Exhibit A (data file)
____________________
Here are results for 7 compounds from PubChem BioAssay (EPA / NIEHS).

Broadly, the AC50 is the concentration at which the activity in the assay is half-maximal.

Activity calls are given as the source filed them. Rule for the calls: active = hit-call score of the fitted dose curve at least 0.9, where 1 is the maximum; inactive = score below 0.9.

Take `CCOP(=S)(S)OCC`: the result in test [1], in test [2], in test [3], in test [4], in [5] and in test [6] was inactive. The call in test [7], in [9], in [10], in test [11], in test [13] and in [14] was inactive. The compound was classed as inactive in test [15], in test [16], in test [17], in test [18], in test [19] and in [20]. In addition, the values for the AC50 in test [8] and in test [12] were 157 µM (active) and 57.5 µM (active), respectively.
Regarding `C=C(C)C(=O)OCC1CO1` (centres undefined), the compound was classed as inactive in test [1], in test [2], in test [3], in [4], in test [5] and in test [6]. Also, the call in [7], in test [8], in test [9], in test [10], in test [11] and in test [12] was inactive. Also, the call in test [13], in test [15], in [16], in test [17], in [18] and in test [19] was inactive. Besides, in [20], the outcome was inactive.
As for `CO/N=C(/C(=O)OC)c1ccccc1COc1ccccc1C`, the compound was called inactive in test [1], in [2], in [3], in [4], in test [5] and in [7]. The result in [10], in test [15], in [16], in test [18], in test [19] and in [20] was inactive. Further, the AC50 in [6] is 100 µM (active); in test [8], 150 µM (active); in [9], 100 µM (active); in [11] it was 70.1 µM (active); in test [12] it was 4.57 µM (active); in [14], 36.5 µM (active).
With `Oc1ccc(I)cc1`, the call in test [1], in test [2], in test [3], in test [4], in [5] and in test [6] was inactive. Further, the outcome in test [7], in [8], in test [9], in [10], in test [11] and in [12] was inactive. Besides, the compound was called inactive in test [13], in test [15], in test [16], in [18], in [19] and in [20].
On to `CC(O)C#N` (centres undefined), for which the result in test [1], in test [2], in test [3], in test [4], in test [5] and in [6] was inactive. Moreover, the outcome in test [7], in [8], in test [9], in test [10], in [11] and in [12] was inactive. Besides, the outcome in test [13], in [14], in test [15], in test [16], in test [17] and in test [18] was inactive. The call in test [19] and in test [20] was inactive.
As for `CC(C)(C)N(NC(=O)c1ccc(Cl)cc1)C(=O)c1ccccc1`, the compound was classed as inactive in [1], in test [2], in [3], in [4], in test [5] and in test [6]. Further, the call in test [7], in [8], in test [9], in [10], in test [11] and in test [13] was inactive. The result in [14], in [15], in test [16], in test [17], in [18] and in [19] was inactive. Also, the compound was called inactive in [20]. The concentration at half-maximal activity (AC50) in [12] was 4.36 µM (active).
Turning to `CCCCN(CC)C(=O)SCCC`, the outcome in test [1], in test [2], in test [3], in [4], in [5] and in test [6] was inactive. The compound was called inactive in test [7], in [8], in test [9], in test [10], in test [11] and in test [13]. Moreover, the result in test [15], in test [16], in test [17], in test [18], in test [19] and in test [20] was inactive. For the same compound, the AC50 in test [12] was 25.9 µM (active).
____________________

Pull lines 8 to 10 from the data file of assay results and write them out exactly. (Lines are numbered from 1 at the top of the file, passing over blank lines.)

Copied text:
On to `CC(O)C#N` (centres undefined), for which the result in test [1], in test [2], in test [3], in test [4], in test [5] and in [6] was inactive. Moreover, the outcome in test [7], in [8], in test [9], in test [10], in [11] and in [12] was inactive. Besides, the outcome in test [13], in [14], in test [15], in test [16], in test [17] and in test [18] was inactive. The call in test [19] and in test [20] was inactive.
As for `CC(C)(C)N(NC(=O)c1ccc(Cl)cc1)C(=O)c1ccccc1`, the compound was classed as inactive in [1], in test [2], in [3], in [4], in test [5] and in test [6]. Further, the call in test [7], in [8], in test [9], in [10], in test [11] and in test [13] was inactive. The result in [14], in [15], in test [16], in test [17], in [18] and in [19] was inactive. Also, the compound was called inactive in [20]. The concentration at half-maximal activity (AC50) in [12] was 4.36 µM (active).
Turning to `CCCCN(CC)C(=O)SCCC`, the outcome in test [1], in test [2], in test [3], in [4], in [5] and in test [6] was inactive. The compound was called inactive in test [7], in [8], in test [9], in test [10], in test [11] and in test [13]. Moreover, the result in test [15], in test [16], in test [17], in test [18], in test [19] and in test [20] was inactive. For the same compound, the AC50 in test [12] was 25.9 µM (active).